Materialism and Poverty in America
By Lucy Egginton
Inequality in America is becoming increasingly prevalent in the 21st Century, however traditionally when people view America, they see the ‘American dream’ the idea that everyone has equal opportunity to be successful and move up in life. However, in today’s society that is not the case as the ‘American dream’ is just a consumerist vision which is no longer reality due growing inequalities and the gap between the rich and the poor. Perhaps consumerism, attitudes and greed have all led to the increasing levels of inequality in America and the idea that the American dream is now just a ‘myth’.
Materialism is a major factor into reasonings for inequalities in America, largely as it creates an overwhelming feeling of relative deprivation for many, due to Americas high economic status it encourages people to calculate their wealth based on personal belongings and compare their material belongings with others. Wilkinson and Pickett demonstrate this idea “Surveys of the 12.6 percent of Americans living below the federal poverty line (an absolute income level rather than a relative standard such as half the average income) show that 80 per cent of them have air-conditioning, almost 75 per cent own at least one car or truck and around 33 per cent have a computer, a dishwasher or a second car. What this means is that when people lack money for essentials such as food, it is usually a reflection of the strength of their desire to live up to the prevailing standards. You may, for instance, feel it more important to maintain appearances by spending on clothes while stinting on food” (Wilkinson and Pickett, 2011). Consumerism is seen as a way of life in America, it is good for businesses and the economy, and people begin to believe that they are losing out when they don’t purchase new items they see on adverts. The United States is the largest advertising market in the world and in 2018 $51.3 billion was spent on social media advertising. Black Friday is a good example of this, it originated in America in the 1960’s and was introduced to mark the Christmas shopping season, it has now been introduced globally. The main principle behind Black Friday is to increase sales and improve the economy and It has been extremely successful in doing so as in 2017 consumers spent over $5 billion during Black Friday. Highlighting the high levels of materialism and also perhaps hinting at inequalities in America and possibly hinting at the levels of inequality of America as it is likely that many use the Black Friday to increase their material wealth. As it is increasingly common in today’s society to see wealth in terms of material possessions, the more you have the more successful and superior you are seen to be, it can be measured in terms of jobs, cars, where you live, holidays and many other factors.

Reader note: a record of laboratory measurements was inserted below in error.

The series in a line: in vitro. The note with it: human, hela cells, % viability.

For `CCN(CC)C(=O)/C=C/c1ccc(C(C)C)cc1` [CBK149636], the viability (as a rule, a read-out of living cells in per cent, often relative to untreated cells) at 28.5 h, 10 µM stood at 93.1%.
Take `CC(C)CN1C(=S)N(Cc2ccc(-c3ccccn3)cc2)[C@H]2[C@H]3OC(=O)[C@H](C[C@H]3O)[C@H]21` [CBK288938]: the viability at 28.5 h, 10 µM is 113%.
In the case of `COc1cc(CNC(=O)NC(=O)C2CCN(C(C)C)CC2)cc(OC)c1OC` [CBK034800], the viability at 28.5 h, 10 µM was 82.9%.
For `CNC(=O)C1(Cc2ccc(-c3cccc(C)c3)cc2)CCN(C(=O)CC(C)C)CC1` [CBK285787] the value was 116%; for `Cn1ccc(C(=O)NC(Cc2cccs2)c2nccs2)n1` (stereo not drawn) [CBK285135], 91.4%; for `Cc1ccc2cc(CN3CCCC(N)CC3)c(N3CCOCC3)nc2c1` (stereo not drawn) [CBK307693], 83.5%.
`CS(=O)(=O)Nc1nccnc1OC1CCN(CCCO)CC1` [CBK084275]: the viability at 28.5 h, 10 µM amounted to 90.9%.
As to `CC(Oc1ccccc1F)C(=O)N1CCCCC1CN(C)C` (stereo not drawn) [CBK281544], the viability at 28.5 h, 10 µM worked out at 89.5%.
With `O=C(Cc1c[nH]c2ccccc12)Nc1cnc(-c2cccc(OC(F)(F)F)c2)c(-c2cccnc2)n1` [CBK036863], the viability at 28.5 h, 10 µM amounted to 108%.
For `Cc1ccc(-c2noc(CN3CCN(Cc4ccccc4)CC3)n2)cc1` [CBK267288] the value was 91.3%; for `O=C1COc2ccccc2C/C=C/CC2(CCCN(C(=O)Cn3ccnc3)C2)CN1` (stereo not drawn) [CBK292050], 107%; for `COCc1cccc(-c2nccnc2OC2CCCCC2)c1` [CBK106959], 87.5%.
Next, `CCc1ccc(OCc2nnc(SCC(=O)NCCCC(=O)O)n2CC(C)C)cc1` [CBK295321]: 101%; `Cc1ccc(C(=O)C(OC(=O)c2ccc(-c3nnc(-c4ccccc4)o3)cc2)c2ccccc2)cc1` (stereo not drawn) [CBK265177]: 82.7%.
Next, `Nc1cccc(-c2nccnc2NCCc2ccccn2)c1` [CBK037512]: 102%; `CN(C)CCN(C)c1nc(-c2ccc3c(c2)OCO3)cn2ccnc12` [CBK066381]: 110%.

The gap between the rich and poor in America is becoming increasingly prevalent, as millions of Americans don’t know when their next meal is coming whilst Jeff Bezos the CEO of Amazon is worth an estimated $166 billion. Due to Americas portrayal as an influential superpower state many would be surprised to hear that 1/6 of Americans don’t have enough food to eat. Perhaps this is a relatively unknown fact due to the stigma around poverty and the desire to appear successful leads people to struggle in silence. Overall more than 48 million Americans now rely on SNAP which is the supplemental nutrition assistance program. In 2010 Los Angeles had the highest SNAP participation with 971,000 recipients, a surprising statistic considering it is seen to be filled with fame and fortune. Jeff Bezos characterizes the consumerist society in America, he earns $2,489 per second whilst some American families are struggling to earn $25,000 a year. Those struggling are looked down on whilst those exploiting them are seen as successful. Although from the outside America may be viewed as a dominant superpower, this status is gained by making materialism a priority and the rich exploiting the poor.
Wilkinson, R. and Pickett, K. (2011). Spirit level. London: Penguin Books Ltd.